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Opinion

Australia choke against South Africa

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Expert
23rd February, 2020
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Australia somehow lost the second T20 in South Africa overnight after needing just 35 from 28 balls with eight wickets in hand and David Warner on 59 not out.

The Aussie bowlers did a terrific job to set up the match for their batsmen, limiting the home side to just 158. That total looked to be well short of a winning score as Australia cruised to 1-98 with stars Warner and Steve Smith in control.

But Australia fell apart in the closing overs, unbelievably scoring just 22 from their final 28 balls despite Warner remaining unbeaten.

Between them, Australia’s new-look middle order of Mitch Marsh, Matt Wade and Ashton Agar scratched together just eight runs from 15 deliveries faced. So poorly did they bat that they could not even manage regular singles, denying Warner the strike as the required run rate sky rocketed. Yet even when Warner did get away from the non-striker’s end he too laboured badly at the death.

David Warner attempts a reverse swing.

(AP Photo/Themba Hadebe)

It was a terrible finish to the game for Australia, who were easily the better of the two teams for the first 90 per cent of the match. The joy of T20s, though, is that odd events occur more frequently than in ODIs or Tests. This unpredictability is the greatest strength of the format.

In hauling themselves off the canvas, SA have revived a series that looked headed for a dead rubber in Cape Town on Wednesday. Now Australia will enter that match under pressure after choking in Port Elizabeth.

What made last night’s ending so unexpected was that Australia had batted with impressive fluency and confidence for the first three-quarters of the chase. Opening pair Warner (67* from 56 balls) and Finch (14 from 12 balls) got after South Africa’s express pace new ball combination of Kagiso Rabada and Anrich Nortje, carving 36 from the first four overs.

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When Lungi Ngidi bled 12 runs from his first three balls Australia were running rampant. At 0-47 after 4.3 overs, the required run rate had plummeted to just 7.2 runs per over. SA captain Quinton de Kock was admonishing fielders and the home side looked rattled.

The very next ball Ngidi castled Finch and the Proteas had a moment to breathe. While they lacked penetration over the next 40 minutes, as Smith and Warner chipped away at the deficit, SA managed to at least reduce Australia’s momentum.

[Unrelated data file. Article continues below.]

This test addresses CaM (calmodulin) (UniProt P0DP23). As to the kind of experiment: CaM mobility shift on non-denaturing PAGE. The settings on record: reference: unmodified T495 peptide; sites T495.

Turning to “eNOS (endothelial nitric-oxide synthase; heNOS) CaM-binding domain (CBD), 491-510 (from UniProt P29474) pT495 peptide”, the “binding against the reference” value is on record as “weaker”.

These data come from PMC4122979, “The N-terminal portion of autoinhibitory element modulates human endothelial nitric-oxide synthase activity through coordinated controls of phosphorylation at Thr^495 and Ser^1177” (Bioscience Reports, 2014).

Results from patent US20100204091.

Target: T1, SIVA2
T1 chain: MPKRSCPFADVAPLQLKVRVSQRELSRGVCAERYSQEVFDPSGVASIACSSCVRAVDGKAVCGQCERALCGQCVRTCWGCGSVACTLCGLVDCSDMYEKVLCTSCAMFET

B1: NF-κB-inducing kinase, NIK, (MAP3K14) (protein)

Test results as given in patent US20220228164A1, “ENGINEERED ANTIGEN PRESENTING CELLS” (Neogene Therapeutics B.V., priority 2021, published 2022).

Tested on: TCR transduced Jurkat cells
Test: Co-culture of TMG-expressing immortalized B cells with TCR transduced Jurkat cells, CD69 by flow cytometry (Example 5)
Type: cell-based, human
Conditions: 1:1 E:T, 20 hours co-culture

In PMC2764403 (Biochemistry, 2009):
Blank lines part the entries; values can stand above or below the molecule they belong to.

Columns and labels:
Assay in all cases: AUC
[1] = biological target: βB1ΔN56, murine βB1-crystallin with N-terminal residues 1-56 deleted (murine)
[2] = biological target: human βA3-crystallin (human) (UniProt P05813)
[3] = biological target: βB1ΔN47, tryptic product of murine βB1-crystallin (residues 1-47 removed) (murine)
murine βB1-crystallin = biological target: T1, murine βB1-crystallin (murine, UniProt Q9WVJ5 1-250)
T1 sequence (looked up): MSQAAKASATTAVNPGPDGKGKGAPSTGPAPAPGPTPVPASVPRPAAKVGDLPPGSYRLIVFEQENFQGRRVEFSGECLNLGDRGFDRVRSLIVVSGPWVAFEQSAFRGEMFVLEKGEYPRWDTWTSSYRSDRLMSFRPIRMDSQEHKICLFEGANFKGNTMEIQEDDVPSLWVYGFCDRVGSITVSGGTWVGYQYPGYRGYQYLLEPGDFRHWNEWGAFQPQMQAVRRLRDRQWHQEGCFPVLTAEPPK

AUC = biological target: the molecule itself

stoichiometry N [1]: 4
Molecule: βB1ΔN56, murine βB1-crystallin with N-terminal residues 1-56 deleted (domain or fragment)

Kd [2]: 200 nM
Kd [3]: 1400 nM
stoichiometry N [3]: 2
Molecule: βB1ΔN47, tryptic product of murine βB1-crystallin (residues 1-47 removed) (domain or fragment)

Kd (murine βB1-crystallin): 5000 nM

Left-arm wrist spinner Tabraiz Shamsi was crucial, giving up just 17 from his four overs. Even when Smith (29 from 26 balls) was caught at long on off a Dwaine Pretorius slower ball, Australia maintained control of the contest. Carey was looking in good nick on 14 from nine balls, and the equation was a simple one for Australia with just 35 needed from 28 balls with eight wickets in hand.

Then Carey was bowled by Ngidi as he looked to give himself room before Australia’s middle order was baffled by SA’s use of slower balls. Anyone who had watched the Proteas’ recent T20 series against England would know that their quicks rely very, very heavily on slower balls at the death. In this phase slower balls become their stock delivery and they send down only the occasional full-pace ball.

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But somehow all of Marsh, Wade and Agar seemed to be expecting a regular supply of fast deliveries and were surprised by the slower offerings. All three of them were out playing ungainly swipes against slower balls they didn’t seem to pick. Surely the side’s data analysts had warned the Aussies they would be facing mostly slower balls in the dying overs. Yet in the final five overs all of the visiting batsmen, including Warner, consistently appeared to be surprised by off-pace deliveries.

This lack of nous stood out as starkly as their inability to find the boundary. This is not to deny credit to the Proteas’ bowlers, who did a solid job at the end. It is impossible, though, to ignore just how badly Australia handled what was a simple equation with less than five overs left.

Even the well-set Warner lost his composure in that final half an hour. His innings lost all momentum in this period and, with his batting partners floundering, Australia disintegrated. The series is of course still up for grabs and Australia would have gladly accepted a 2-1 series win a week ago. They may live to regret, though, not finishing the Proteas off when they had the chance.